Virginia Tech draws one of its largest, most diverse, and most competitive classes ever
The Class of 2023 arrives on campus this fall as Virginia Tech’s largest, most diverse, and — by measurement of traditional metrics — the second-most academically competitive class in its history.
Following the announcement of Virginia Tech’s Innovation Campus as part of the Amazon deal in Northern Virginia, as well as transformational changes to the admissions process that offered greater accessibility to a broader range of applicants, the university saw record enrollment among students from underserved and underrepresented communities.
“Virginia Tech is clearly a very attractive option for students across the commonwealth,” said Cyril Clarke, executive vice president and provost. “Enhanced admissions procedures and the reputation we’ve built through the strength of our academic programs and leadership of enterprises such as the Commonwealth Cyber Initiative and the Innovation Campus have brought students to Virginia Tech and led to a higher acceptance rate than anticipated."
With the unprecedented response, the number of first-year students is projected to be between 7,500 and 7,585 for the start of the Fall semester. This projection is 15% higher than the original goal and as always, enrollment numbers are expected to change throughout the summer.
Much effort was put into modeling enrollment outcomes for this year including partnering with an outside agency that specializes in predictive modeling. Even with the sophisticated modeling that was conducted, the response was much stronger than the models projected.
The university is actively developing options to ensure that every student continues to receive the quality of programs and services they expect. This includes innovative approaches to housing, allowing first-year students to live off campus, and other measures to create an optimal student living experience. Updates will be shared through stories and notices on VT News as new information is made available.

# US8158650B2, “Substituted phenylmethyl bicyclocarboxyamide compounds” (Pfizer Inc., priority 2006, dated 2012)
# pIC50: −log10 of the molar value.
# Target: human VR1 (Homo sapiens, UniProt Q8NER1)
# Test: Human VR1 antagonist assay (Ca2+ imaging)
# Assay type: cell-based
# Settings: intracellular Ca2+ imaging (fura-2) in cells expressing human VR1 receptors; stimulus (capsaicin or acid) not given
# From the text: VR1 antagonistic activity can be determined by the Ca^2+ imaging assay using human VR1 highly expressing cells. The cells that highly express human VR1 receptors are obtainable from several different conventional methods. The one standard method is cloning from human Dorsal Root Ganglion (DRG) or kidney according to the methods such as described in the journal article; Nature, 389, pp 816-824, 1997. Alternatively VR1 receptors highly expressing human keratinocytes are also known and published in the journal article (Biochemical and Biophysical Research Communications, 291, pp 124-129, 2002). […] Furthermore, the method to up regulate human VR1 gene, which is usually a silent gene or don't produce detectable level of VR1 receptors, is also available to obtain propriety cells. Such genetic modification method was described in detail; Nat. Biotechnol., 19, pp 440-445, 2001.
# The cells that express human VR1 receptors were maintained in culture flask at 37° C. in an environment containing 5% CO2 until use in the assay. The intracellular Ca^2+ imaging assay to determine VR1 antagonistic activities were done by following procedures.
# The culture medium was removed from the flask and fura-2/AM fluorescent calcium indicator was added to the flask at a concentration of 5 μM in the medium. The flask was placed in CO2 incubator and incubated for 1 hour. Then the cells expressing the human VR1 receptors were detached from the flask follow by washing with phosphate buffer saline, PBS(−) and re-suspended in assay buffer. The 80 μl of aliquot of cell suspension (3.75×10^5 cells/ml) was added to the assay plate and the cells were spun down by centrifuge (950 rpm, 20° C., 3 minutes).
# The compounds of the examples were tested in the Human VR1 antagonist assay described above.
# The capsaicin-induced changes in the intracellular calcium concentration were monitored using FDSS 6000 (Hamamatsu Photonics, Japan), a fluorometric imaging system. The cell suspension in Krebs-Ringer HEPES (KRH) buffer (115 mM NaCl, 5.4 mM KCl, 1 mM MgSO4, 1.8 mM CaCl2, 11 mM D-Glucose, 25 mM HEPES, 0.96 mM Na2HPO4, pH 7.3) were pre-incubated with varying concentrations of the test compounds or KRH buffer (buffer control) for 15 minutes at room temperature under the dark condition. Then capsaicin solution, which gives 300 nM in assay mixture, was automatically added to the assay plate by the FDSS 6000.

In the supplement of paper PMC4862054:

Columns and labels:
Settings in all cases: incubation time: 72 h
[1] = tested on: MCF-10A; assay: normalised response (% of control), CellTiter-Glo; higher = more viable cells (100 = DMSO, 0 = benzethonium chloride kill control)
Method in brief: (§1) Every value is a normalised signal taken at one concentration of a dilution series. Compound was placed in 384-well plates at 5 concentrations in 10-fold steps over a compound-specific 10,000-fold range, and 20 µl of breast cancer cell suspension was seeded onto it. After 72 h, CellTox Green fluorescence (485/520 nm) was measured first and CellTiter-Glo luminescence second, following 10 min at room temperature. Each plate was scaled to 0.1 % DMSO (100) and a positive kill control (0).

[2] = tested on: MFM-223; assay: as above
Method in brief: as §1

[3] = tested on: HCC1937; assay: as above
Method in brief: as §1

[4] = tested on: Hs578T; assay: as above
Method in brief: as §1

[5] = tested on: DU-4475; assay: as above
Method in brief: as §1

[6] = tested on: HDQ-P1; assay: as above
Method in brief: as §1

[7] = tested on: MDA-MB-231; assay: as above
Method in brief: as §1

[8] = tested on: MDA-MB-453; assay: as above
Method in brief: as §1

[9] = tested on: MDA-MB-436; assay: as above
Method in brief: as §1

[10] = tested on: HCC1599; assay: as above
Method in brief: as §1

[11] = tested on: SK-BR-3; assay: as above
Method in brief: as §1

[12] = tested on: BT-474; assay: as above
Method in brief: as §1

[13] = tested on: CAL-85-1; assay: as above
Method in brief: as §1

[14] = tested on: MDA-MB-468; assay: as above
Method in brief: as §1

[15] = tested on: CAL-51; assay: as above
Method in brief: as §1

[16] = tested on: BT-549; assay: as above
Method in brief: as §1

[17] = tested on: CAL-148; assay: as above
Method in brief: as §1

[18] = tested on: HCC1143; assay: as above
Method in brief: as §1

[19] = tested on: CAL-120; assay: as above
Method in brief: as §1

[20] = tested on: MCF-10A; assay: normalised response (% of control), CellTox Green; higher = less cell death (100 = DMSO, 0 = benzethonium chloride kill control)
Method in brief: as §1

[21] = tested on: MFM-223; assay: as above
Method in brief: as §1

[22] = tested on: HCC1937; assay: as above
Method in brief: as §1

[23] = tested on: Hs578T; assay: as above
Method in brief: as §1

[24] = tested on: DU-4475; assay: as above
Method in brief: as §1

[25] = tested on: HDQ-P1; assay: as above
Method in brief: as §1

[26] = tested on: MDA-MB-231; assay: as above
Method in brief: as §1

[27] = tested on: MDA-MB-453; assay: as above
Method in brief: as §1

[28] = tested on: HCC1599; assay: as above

“We are now focused and engaged in managing the success of this admissions cycle and developing strategies necessary for the support and education of a higher-than-expected number of new students,” Clarke said.
The announcement of the Innovation Campus in Northern Virginia became a high-profile recruitment tool for Virginia Tech and showcased its position as a magnet for leading tech talent development, research, and education. The announcement also helped highlight the breadth and depth of the university’s computer engineering and computer science programs and faculty expertise. The programs and festivals emerging from the university’s Creativity and Innovation District, such as the ACCelerate Festival on the National Mall in Washington, D.C., last month, further demonstrate how the university’s Beyond Boundaries vision brings together science and art in ways that enhance both.
Simultaneously, the university has revamped its admissions office with a more holistic application process and commitment to access and affordability that proved popular among the future class of 2023.